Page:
The world today is one big monopoly, or an oligopoly if shared. It also seems that business strategies of today are all but mergers and acquisitions towards further market control and big profits.
Back when I had no white hair, I was amongst hundreds of high school graduates who went into either Business Administration or Civil Engineering, both being the go-to majors at the time. As I went on to study the former, none of my tutors went beyond explaining how a monopoly differs from an oligopoly. The money-making aspect of it was never mentioned.
Rather, we were taught that all you need is a unique business idea, a unique product or service, or a unique selling point, and you will be set on your way to riches and to possibly have your own McDonald’s at home. Wrong.
Monopolies and oligopolies seem to be both the stage of initiation and the stage of prominence for companies and corporations, with stages in between for competitors to enter the market for a while before dying out. If you cannot establish your own, all you have to do is come up with an interesting idea for a business that you can later either sell into an acquisition, or list publicly via an Initial Public Offering (IPO). Nowadays, and given recent IPOs, you can list even when reporting losses one quarter after another.
Eventually, and in both cases, consolidation of similarly-oriented businesses, into a larger company or corporation, will bring about economies of scale and turn net losses into net profits.
Whether it is big pharma, big tech, or the big five in control of the global food system and by extension its food security, those corporations have realized that control of the market is key. To achieve that, they expanded outreach through their value chains by acquiring downstream and upstream businesses.
Similarly, acquisition of competitors led to streamlined operations, cutting down of costs, and net profits for businesses that have been losing money all along. To illustrate, think here of what chance does electric car pioneers stand once major, well-established car manufacturers master its technology and mass production.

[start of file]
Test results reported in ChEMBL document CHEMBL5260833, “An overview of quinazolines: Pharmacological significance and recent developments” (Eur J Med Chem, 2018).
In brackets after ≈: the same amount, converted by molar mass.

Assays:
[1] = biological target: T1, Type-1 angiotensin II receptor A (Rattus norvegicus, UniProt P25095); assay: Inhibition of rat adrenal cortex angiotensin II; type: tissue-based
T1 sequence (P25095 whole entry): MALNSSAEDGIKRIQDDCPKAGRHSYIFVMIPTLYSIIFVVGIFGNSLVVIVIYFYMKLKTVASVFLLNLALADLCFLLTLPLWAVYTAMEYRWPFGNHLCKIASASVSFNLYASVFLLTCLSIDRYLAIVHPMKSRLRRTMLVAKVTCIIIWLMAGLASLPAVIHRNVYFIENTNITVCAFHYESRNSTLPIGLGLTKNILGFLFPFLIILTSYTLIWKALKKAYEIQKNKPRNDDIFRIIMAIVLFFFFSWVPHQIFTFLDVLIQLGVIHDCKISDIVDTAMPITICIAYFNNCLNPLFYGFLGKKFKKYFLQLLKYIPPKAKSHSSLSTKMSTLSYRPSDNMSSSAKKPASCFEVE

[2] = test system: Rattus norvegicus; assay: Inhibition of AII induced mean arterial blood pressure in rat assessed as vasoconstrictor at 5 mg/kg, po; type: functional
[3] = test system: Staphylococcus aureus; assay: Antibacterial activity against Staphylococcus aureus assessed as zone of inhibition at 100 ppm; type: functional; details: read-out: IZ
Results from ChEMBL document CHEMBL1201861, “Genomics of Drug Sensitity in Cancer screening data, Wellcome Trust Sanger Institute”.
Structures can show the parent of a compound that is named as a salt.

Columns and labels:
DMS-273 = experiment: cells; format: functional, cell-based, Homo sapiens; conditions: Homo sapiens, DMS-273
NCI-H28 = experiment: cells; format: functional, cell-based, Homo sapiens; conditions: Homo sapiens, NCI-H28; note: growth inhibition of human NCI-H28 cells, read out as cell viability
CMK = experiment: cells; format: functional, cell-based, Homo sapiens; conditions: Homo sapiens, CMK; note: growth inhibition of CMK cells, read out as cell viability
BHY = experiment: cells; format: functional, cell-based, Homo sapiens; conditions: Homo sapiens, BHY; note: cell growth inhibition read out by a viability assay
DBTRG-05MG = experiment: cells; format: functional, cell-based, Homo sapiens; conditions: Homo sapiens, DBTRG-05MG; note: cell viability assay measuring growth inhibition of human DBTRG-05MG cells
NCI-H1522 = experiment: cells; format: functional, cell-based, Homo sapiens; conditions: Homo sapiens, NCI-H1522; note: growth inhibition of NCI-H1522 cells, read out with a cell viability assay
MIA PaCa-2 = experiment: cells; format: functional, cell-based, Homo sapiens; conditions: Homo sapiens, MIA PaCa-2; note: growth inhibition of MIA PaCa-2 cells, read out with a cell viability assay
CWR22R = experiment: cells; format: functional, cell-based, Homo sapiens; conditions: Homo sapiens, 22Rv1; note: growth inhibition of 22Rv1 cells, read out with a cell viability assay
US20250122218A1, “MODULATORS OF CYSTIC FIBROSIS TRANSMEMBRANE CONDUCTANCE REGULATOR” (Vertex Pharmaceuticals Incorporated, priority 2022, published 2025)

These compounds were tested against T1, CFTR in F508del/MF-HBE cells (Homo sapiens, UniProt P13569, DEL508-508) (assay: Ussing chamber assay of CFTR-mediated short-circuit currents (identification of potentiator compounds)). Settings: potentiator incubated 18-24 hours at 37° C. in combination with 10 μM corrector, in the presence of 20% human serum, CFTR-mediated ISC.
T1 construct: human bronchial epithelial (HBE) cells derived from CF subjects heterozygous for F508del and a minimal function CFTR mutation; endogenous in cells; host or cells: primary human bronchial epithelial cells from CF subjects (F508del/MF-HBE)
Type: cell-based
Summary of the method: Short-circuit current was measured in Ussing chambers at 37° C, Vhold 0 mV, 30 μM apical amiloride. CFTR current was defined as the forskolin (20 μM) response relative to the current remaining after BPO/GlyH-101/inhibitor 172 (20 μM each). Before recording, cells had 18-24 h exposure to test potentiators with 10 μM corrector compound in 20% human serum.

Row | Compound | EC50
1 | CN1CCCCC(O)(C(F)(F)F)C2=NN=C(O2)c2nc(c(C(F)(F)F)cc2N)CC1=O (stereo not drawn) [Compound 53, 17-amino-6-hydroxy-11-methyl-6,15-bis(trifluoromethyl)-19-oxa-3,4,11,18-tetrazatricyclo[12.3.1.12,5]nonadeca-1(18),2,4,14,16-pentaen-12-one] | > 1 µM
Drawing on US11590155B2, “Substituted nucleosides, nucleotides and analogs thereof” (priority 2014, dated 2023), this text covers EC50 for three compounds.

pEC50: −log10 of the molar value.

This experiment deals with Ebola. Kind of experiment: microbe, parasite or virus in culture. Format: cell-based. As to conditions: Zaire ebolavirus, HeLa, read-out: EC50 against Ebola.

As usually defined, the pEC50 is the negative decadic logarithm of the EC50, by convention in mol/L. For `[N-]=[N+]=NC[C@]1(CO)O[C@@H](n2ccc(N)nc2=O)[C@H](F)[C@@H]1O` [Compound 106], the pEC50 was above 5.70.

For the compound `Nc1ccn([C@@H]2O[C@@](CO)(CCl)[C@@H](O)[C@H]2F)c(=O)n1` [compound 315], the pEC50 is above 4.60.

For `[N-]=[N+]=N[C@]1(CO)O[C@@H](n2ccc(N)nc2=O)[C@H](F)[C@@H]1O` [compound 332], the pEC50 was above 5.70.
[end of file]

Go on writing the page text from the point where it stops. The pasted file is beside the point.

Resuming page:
Monopolistic tendencies, observed at a national as well as at an international level, is justified by the strive towards being more competitive in a globalized economy where scale and magnitude are everything. However, this comes at the expense of free markets that allow for fair competition and better quality at competitive pricing. That being said, moving towards markets that are monopolistic or oligopolistic in nature will fundamentally solidify control of the markets in the hands of a few, with negative effects extending from quality and price for certain products and services, to the more serious health pandemics and food insecurity.
At the national level, negative externalities go down with the country’s market openness, which prevents few domestic companies and corporations from raising price and lowering quality. If the country decides however to restrict its openness to protect and promote its own domestic industries, without encouraging those industries to compete regionally and internationally; negative externalities are maximized.
At the international level, monopolies, or more appropriately oligopolies, are best positioned to decide how best they can serve global markets. For instance, big pharma could choose to utilize their scale into further research that includes life-saving medications or methods to deliver vaccinations to remote areas. Likewise, big pharma could subsidize leasing its patents to developing countries that can produce medications there at lower costs, whilst maximizing the number of individuals getting those medications.
Another example could be that of tech and how they can make use of their advancements in partnership with governments, whether such partnerships are towards a more dynamic form of governance and e-governance, or to improve services.
At the international level, monopolistic and oligopolistic markets seem to be the norm, not the anomaly. Initially, there are no benefits in maintaining a monopoly or even an oligopoly in a single country’s market unless those protected industries are crucial for job creation and for the country’s economic future. Even then, such companies or corporations need to be pushed out of their comfort zone to be regionally and internationally competitive. What things would come down to ultimately is how those big companies and corporations would act when it comes to the world’s longevity and its economic growth.
The last thought that I want to leave you with: can the same be said of the few corporations controlling the global food system from farm gate to market shelf?